Australian governments are relying increasingly on consumers for tax revenue, as company tax collections record their lowest level in five years.
The Australian Tax Office’s annual report shows the gap between collections from company tax and the goods and services tax has declined from $20bn in 2011-12 to just $5bn in 2015-16.
The Turnbull government is pushing parliament to support its $48bn 10-year company tax cut plan.
The ATO figures, released on Tuesday, show consumers paid $46.2bn in GST in 2011-12 and $57.5bn in 2015-16.
By comparison, company tax collections grew slightly between 2011-12 and 2013-14, from $66.6bn to $67.3bn, but fell to $66.9bn in 2014-15 and $62.6bn in 2015-16.
It means the gap between company tax collections and the GST take has shrunk from $20.4bn to $5.1bn.
The ATO said the fall in company tax collections over the past year could largely be blamed on a decline in commodity prices, which flowed through to weak growth in company profits and capital gains.
It said the federal government’s small business package, and lower collections from bringing forward the monthly pay-as-you-go instalment measure, also weighed on company tax collections.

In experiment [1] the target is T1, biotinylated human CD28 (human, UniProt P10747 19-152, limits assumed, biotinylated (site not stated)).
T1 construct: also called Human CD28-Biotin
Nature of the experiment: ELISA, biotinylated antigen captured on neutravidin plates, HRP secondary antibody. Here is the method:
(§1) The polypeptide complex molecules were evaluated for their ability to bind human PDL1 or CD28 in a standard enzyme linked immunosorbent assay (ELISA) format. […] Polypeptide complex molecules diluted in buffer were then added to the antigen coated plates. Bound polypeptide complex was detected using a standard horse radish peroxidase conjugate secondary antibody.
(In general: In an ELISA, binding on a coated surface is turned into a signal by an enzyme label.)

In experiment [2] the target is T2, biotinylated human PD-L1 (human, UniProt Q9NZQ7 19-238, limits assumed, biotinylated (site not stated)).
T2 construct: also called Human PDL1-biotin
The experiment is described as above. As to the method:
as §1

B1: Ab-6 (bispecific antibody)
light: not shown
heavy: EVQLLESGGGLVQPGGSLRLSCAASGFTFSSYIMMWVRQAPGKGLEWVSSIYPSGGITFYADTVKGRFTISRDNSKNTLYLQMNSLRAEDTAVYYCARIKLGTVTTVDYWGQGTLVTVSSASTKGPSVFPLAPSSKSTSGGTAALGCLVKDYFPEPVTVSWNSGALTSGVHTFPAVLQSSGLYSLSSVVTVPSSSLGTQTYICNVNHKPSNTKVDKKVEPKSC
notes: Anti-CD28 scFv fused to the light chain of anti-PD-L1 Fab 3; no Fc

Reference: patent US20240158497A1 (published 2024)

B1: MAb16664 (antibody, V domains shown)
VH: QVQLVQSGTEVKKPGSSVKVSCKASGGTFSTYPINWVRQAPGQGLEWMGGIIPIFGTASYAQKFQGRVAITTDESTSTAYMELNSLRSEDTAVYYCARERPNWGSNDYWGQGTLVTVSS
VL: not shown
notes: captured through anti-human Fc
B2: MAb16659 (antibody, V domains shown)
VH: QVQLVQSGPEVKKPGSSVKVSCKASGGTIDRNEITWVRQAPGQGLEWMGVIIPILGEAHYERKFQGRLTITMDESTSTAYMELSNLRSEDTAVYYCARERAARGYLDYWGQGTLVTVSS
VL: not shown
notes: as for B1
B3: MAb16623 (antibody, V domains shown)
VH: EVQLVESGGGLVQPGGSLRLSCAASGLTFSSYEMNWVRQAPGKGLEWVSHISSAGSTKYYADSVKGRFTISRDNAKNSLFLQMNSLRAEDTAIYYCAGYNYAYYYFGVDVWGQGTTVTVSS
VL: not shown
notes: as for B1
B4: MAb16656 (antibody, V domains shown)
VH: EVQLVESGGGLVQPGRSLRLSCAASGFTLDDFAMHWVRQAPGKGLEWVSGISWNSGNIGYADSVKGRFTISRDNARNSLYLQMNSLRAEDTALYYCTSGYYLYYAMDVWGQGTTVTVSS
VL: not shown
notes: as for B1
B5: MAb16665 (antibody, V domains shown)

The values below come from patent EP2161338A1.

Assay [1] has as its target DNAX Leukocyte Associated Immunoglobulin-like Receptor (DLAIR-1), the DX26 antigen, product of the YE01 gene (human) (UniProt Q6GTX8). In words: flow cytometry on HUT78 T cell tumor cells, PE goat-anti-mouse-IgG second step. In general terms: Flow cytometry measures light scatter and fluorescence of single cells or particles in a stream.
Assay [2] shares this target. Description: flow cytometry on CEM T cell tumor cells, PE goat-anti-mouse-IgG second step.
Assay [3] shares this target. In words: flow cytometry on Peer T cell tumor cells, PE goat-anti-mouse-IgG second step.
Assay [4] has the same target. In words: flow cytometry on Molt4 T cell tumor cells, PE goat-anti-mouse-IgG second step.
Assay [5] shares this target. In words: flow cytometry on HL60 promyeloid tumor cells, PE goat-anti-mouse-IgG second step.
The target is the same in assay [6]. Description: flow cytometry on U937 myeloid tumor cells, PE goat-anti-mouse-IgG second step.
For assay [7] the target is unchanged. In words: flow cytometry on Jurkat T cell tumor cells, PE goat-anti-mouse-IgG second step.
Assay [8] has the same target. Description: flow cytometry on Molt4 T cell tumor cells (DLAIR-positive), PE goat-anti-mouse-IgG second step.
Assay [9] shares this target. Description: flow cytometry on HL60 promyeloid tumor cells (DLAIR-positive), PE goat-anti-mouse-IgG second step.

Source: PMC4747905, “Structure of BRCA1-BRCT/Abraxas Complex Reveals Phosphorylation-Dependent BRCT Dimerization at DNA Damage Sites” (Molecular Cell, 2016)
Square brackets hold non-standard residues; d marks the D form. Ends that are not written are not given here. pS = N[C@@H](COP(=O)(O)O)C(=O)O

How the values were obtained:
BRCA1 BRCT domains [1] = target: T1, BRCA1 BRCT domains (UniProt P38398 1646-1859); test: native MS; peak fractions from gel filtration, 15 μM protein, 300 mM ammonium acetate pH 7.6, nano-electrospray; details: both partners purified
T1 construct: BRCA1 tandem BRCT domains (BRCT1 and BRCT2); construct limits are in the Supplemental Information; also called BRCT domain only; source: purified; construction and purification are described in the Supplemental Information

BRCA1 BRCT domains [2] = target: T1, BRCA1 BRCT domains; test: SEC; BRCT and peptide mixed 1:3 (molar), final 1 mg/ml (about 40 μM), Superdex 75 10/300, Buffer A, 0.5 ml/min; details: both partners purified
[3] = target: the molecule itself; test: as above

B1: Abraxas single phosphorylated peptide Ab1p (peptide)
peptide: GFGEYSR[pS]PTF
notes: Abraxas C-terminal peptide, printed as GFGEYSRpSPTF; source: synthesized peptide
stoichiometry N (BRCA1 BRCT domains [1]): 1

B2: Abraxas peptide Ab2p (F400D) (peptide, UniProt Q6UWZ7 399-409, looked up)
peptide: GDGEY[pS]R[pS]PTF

The fall in company tax receipts over the past 12 months contributed to a decline in expected net tax collections.
The ATO said net tax collections were $5.8bn higher in 2015-16 over the previous year, but were $14.5bn (4.1%) below the amount expected at the time of last year’s budget.
In contrast, GST collections were up 5.4% on the previous year, due in part to strong growth in dwelling investment.
On the same day as the ATO’s annual report, the Reserve Bank kept the official interest rate at 1.5%, citing record-low inflation and wages growth.
The statement accompanying the RBA’s decision said household consumption had been growing at a reasonable pace, but appeared to have “slowed a little recently”.
“The large decline in mining investment is being offset by growth in other areas, including residential construction, public demand and exports,” the RBA governor, Philip Lowe, said in a statement on Tuesday.
“Subdued growth in labour costs and very low cost pressures elsewhere in the world mean that inflation is expected to remain low for some time.”
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